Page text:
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From Pastor Kenny's Desk

July 15, 2018

YHWH, favor your land once again

and restore the fortunes of Israel;

forgive the guilt of your people

and cover all their sins.

Set aside all your anger,

and calm the heat of your rage.

Return to us, O God of our Deliverance!

Put and end to your displeasure with us.

Will you be angry with us forever?

Will your wrath continue from one generation

to the next?

Won’t you revive us again

so that your people can rejoice in you?

Let us see your mercy, YHWH,

and grant us your deliverance.

I will listen to what you have to say, YHWH –

a voice that speaks of peace,

peace for your people and your friends

so long as they don’t return to their folly.

Your salvation is near for those who revere you

and your glory will dwell in our land.

Love and faithfulness have met;

justice and peace have embraced.

Fidelity will sprout from the earth

and justice will lean down from heaven.

YHWH will give us what is good,

and our land will yield its harvest.

Justice will march before you, YHWH,

and peace will prepare the way for your steps. ~ Psalm 85


Participating in MCC Richmond’s Tuesday night Line Dancing lessons and open dancing has taught me many things. While I enjoy the separate line dances over time I’ve come to love the dances we do with a partner. When you are dancing with a partner, there is almost always a balance between pulling apart and coming together. It’s a matter of tension, in which you use the weight of your partner as something you can use to anchor you as you lean out, and pull you in as you return; to lift you up and to throw you out.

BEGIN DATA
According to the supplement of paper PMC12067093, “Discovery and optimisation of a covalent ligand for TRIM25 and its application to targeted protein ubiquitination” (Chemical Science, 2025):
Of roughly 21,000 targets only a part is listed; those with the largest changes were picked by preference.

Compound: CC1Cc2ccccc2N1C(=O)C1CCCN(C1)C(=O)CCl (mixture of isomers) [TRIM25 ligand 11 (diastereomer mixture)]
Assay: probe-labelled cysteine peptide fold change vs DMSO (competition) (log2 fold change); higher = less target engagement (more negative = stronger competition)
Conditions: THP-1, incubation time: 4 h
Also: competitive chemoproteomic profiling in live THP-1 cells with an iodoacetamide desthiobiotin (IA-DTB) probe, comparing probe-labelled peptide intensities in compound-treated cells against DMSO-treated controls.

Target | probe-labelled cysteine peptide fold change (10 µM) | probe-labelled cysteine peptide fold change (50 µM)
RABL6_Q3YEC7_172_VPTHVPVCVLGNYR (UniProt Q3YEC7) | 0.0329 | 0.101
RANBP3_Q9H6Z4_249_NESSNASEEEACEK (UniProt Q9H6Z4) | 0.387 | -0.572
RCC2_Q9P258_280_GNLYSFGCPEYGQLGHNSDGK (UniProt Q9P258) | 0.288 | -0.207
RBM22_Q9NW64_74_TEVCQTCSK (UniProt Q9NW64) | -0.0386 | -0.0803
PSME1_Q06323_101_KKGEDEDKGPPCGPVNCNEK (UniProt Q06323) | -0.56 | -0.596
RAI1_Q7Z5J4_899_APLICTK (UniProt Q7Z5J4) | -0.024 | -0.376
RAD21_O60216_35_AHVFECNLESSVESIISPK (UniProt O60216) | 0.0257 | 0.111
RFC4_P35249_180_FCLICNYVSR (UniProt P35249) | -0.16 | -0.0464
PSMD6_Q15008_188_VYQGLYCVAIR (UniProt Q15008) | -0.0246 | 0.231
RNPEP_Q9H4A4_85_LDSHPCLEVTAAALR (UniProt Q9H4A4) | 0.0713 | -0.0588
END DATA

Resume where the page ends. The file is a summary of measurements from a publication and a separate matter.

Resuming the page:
So too, is the poetry of many of the Psalms. There are these parallel structures: stories set beside each other, phrases set next to each other … and while they might appear to be set as either comparisons or contrasts, synonyms or antonyms, they are rarely one or the other. Instead, they interact ... they are both … they are meant to expand our imagination and our understanding of things, using each other as contrast and counterbalance.


So is the case with this Sunday’s Sacred Text … in which love and faithfulness have met together, and justice and peace have embraced. Which is a beautiful set of verses … the images at first seem simply harmonious and natural to us. But if we take a moment, and look deeper, we realize that they come in the center of a psalm that describes surprising outcomes, that describes a reversal of fortunes, looking toward a future that was not necessarily a unavoidable conclusion. The land had seen misfortune, the people had known iniquity. But now, love and faithfulness have met. Justice and peace have embraced one another … in other words they have kissed each other.


What a beautiful scene ... which speaks of redemption ... because these things are not always so. Love and faithfulness are not opposites; but they are not synonyms either. The same goes for justice and peace. They live in tension, they create counterbalance … leaning out, and drawing in, like jitterbug partners.


Think about it. The truth of a story does not always suggest love as the reasonable outcome. Maybe not even as the correct result. People do terrible things to each other. People are selfish and careless. People are malicious and hurtful. People are murderous and hateful. So why on earth would love be there? The facts are the facts, and truth is the truth, and there is no room or need for something like love.